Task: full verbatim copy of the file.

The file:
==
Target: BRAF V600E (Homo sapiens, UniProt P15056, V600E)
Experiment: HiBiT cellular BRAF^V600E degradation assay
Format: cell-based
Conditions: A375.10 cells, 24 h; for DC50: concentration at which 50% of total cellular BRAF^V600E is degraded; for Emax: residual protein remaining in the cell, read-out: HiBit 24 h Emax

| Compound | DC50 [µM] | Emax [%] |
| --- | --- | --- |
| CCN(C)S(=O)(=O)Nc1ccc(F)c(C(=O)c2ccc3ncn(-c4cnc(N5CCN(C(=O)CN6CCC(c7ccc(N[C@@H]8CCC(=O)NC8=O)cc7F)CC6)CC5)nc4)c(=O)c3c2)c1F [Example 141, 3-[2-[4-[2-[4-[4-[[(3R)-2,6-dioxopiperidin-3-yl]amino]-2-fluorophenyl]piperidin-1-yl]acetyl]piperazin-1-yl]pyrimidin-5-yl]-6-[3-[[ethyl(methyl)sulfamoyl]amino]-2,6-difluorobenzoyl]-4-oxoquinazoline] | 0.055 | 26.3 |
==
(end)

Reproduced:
Target: BRAF V600E (Homo sapiens, UniProt P15056, V600E)
Experiment: HiBiT cellular BRAF^V600E degradation assay
Format: cell-based
Conditions: A375.10 cells, 24 h; for DC50: concentration at which 50% of total cellular BRAF^V600E is degraded; for Emax: residual protein remaining in the cell, read-out: HiBit 24 h Emax

| Compound | DC50 [µM] | Emax [%] |
| --- | --- | --- |
| CCN(C)S(=O)(=O)Nc1ccc(F)c(C(=O)c2ccc3ncn(-c4cnc(N5CCN(C(=O)CN6CCC(c7ccc(N[C@@H]8CCC(=O)NC8=O)cc7F)CC6)CC5)nc4)c(=O)c3c2)c1F [Example 141, 3-[2-[4-[2-[4-[4-[[(3R)-2,6-dioxopiperidin-3-yl]amino]-2-fluorophenyl]piperidin-1-yl]acetyl]piperazin-1-yl]pyrimidin-5-yl]-6-[3-[[ethyl(methyl)sulfamoyl]amino]-2,6-difluorobenzoyl]-4-oxoquinazoline] | 0.055 | 26.3 |